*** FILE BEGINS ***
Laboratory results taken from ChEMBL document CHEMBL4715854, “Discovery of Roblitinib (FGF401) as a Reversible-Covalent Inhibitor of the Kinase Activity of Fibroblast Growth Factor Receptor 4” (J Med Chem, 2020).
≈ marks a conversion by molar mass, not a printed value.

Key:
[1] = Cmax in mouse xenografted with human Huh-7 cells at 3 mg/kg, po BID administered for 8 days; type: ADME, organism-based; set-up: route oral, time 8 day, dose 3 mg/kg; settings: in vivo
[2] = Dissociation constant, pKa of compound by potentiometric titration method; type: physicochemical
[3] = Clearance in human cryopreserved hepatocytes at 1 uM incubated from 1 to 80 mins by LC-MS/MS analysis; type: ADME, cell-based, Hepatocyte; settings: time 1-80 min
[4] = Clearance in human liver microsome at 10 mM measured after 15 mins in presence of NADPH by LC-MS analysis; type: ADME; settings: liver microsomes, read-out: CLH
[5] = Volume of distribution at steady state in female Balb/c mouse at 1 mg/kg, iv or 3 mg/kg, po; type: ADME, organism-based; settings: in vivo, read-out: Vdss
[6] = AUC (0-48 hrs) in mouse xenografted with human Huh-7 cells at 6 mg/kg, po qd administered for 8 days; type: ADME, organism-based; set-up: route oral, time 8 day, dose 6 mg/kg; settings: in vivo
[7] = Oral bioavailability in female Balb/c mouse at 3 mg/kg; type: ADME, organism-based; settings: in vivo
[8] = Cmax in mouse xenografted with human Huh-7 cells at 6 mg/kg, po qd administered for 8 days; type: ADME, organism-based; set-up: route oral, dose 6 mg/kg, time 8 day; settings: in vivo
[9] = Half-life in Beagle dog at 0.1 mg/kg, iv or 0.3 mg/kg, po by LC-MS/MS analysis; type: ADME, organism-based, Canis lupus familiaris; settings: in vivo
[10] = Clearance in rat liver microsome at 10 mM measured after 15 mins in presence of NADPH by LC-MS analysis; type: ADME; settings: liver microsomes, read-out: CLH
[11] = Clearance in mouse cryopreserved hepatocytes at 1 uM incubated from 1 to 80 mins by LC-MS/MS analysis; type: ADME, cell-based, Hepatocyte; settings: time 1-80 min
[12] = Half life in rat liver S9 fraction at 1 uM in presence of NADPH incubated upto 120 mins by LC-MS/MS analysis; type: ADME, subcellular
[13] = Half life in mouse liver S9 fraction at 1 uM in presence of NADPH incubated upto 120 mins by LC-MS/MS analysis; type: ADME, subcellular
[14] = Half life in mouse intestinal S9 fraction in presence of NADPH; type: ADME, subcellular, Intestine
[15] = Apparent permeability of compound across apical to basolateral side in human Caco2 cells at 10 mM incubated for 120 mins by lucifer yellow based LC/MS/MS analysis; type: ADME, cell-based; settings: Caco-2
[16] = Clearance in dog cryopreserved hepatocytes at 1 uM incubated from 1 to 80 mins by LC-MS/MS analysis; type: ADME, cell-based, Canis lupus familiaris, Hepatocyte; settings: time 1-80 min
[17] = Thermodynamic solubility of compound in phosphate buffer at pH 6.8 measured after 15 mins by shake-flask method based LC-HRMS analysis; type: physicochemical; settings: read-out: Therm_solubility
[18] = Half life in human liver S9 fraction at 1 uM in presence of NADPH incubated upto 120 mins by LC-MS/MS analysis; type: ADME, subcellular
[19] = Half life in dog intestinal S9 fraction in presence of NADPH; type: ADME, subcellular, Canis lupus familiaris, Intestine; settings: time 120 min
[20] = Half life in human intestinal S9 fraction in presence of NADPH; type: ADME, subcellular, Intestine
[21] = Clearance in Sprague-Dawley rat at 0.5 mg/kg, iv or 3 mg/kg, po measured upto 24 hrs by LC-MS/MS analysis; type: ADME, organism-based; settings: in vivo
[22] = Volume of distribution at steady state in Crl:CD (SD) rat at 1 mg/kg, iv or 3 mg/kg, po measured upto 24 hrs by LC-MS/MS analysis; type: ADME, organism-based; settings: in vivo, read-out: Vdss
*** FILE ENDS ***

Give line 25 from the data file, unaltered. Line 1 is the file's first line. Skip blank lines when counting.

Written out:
[22] = Volume of distribution at steady state in Crl:CD (SD) rat at 1 mg/kg, iv or 3 mg/kg, po measured upto 24 hrs by LC-MS/MS analysis; type: ADME, organism-based; settings: in vivo, read-out: Vdss